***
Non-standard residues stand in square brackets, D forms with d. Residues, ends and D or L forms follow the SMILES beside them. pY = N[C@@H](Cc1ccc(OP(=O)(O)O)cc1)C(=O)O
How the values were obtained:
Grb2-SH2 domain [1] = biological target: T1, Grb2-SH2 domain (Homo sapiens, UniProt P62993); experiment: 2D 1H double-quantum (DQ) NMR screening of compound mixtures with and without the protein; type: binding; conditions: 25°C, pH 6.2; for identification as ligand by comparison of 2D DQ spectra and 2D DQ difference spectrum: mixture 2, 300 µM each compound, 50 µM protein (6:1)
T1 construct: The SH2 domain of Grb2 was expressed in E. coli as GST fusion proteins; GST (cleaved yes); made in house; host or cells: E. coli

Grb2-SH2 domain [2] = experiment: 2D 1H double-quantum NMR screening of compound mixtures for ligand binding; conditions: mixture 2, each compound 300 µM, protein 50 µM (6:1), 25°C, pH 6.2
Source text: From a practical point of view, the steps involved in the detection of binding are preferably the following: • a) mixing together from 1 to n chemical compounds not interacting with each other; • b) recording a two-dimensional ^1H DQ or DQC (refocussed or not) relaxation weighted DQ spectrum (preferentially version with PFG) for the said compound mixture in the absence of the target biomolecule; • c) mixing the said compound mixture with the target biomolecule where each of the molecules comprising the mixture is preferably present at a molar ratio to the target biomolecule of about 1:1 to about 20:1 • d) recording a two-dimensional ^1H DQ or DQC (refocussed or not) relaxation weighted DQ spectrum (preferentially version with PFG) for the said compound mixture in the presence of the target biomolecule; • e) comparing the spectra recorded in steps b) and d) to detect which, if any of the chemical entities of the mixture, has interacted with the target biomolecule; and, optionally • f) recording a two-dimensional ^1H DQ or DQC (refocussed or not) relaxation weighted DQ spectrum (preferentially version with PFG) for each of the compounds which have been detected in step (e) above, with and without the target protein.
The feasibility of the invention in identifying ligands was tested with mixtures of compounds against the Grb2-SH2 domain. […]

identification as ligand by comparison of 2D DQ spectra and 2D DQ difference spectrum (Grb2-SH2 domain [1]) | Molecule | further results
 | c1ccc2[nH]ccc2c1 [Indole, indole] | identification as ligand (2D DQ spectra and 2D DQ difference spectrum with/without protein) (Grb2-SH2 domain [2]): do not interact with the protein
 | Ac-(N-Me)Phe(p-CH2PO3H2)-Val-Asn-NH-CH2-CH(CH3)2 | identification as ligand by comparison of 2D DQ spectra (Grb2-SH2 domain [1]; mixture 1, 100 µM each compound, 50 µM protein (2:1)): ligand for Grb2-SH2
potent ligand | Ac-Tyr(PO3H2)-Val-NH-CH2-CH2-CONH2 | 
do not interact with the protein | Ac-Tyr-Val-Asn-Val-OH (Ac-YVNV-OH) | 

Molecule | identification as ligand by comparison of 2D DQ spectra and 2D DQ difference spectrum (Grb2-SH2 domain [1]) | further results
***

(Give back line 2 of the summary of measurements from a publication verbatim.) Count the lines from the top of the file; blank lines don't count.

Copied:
How the values were obtained: